Choosing a suitable flooring medium for your bathroom is far from easy. You have to consider the dampness and heat factors and the sheer volume of traffic that the small room has to deal with on a daily basis. This is why cork is such a good choice for the bathroom. As well as being a sustainable material, it can deal with lots of bare feet without so much as a whine or a moan. You will need to follow a couple of guidelines when laying this down, but we’ll cover these here and hopefully you’ll soon be ready for action.
Remove The White Telephone
Although some DIY fans will leave the toilet where it is and work around the throne, we prefer to remove the big boy and cork underneath the joints. This will look far better and although slightly more labour intensive, you’ll love the results. The cork itself will achieve a better seal with the added weight of the toilet and that’s good enough for us!
Acclimatise The Cork
Cork is a natural material and is subject to expansion and contractions, so think before you lay that stuff down on your bathroom floor. The floor itself is going to feel these temperature spikes and troughs more than anywhere in the house. If you add the fact that the bathroom gets really hot and damp at least a couple of times a day, well that cork will need some help. Lay the stuff down for at least 48 hours to achieve this results and speak to the suppliers if you need a more accurate timeline. Most cork is sold with a warranty but this is only valid if you acclimatise it in the first place.
Expansion Gaps Matter
Okay, we are back on the expansion issues and cork really does change size according to the room temperature. If you fit the floor tight to the walls, you will see some joint buckles and they are not a good look. Leave about half an inch and this should be enough to deal with the cork’s active lifestyle. Also use some caulking compound around the bathtub to ensure that it is flexible enough to do its thing.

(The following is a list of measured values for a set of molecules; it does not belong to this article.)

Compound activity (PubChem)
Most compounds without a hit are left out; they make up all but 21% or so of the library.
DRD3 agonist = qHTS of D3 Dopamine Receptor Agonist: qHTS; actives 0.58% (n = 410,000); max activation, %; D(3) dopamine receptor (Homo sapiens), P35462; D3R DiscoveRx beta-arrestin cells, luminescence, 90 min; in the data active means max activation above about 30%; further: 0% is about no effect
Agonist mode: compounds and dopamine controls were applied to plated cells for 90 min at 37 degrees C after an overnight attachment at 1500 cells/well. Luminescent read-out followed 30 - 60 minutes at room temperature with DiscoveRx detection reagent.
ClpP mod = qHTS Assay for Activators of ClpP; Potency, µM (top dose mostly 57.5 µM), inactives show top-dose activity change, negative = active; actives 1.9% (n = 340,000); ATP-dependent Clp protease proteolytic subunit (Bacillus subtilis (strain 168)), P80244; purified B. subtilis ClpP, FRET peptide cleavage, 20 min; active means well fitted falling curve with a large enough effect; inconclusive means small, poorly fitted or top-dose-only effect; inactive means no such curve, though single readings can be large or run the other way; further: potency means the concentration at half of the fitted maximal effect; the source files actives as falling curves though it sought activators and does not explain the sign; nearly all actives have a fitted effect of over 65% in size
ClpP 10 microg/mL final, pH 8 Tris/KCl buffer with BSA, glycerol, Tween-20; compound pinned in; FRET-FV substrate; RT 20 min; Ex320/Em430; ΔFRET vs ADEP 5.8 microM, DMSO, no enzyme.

Your cork will be privy to a heap of damp and moist conditions in the bathroom, so you’ll need some protection where it really counts. If you pack in plenty of glue in between the joints, this should do the trick nicely. This will block any water from getting in between and under those tiles. Pick a decent wood glue with waterproof properties for the job in hand and you will be golden. If in doubt, speak to your local DIY store and get the right glue first time.
Get a tape measure and calculate where the centre of the room is before your start laying those tiles in anger. If you take the time and effort to centre the tiles, the room will look far smarter. Work from the middle out and you will not go far wrong.
Ready, Steady Go!
So there you have it, follow these simple instructions and your bathroom floor will soon be very corky indeed!